We don’t have a presentation tomorrow, instead we’ll discuss the topic of partial lowering, type conversion, and the role of “cast” operations.
Below are some thoughts to prime the discussion, but I’d love to hear about everyone’s experience!
Composability of the lowering strategies in MLIR involves partial lowering, where different parts of a program are lowered through different paths in stages. The lowering of operations composes naturally and does not pose any particular friction. However type conversions are more challenging and require materializing explicit conversions in the IR to cast back-and-forth between partially converted types.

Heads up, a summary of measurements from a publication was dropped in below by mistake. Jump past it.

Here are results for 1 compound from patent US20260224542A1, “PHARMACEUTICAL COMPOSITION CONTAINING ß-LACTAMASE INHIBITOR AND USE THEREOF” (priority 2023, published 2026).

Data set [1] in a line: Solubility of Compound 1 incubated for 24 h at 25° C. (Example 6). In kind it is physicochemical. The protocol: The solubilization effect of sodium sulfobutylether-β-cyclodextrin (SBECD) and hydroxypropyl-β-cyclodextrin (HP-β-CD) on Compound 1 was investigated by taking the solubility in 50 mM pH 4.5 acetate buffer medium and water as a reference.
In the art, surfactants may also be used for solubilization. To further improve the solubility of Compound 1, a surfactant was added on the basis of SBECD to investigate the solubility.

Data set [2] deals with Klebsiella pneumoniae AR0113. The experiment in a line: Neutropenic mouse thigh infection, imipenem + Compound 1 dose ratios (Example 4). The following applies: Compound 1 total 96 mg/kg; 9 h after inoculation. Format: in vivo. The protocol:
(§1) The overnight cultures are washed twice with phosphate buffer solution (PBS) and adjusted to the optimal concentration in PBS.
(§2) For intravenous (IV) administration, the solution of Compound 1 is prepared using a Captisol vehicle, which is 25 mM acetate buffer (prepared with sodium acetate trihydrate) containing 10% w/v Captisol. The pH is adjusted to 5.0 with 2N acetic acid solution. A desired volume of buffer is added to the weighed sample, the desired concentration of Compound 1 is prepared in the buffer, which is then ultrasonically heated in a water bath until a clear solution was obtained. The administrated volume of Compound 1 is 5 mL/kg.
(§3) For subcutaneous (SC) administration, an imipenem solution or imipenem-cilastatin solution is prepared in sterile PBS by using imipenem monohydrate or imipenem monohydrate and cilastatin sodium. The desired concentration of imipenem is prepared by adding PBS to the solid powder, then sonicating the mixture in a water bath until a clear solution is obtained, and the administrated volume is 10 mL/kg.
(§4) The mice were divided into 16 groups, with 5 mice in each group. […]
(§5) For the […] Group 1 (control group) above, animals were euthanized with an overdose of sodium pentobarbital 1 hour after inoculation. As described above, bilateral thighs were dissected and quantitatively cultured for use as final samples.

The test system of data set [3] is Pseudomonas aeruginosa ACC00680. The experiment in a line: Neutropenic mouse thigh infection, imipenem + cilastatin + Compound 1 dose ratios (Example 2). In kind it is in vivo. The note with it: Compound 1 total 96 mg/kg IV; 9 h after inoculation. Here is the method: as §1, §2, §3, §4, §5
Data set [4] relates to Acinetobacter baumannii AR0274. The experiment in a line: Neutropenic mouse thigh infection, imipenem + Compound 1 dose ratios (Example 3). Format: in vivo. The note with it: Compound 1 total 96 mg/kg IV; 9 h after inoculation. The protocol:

For example, look at this piece of IR:
%0 = read_array_from_file(%filename) : (!toy<"string">) -> (!toy<"array<?x?xf32>">) %1 = read_array_from_file(%filename) : (!toy<"string">) -> (!toy<"array<?x?xf32>">) %2 = "toy.mul"(%0, %1) : (!toy<"array<?x?xf32>">, !toy<"array<?x?xf32>">) -> (!toy<"array<?x?xf32>">)
Starting from this IR which is operating on toy array type, a partial lowering going through a hypothetical tensor type could look like:
%0 = read_array_from_file(%filename) : (!toy<"string">) -> (!toy<"array<?x?xf32>">) %1 = read_array_from_file(%filename) : (!toy<"string">) -> (!toy<"array<?x?xf32>">) %2 = "std.mulf"(%0, %1) : (!toy<"array<?x?xf32>">, !toy<"array<?x?xf32>">) -> (tensor<?x?xf32>)
This would break the verifier for the std.mulf operation which expects to operate on tensor but has toy array input. This requires, in general, the introduction of some sort of cast operation to fix the type system during partial lowering.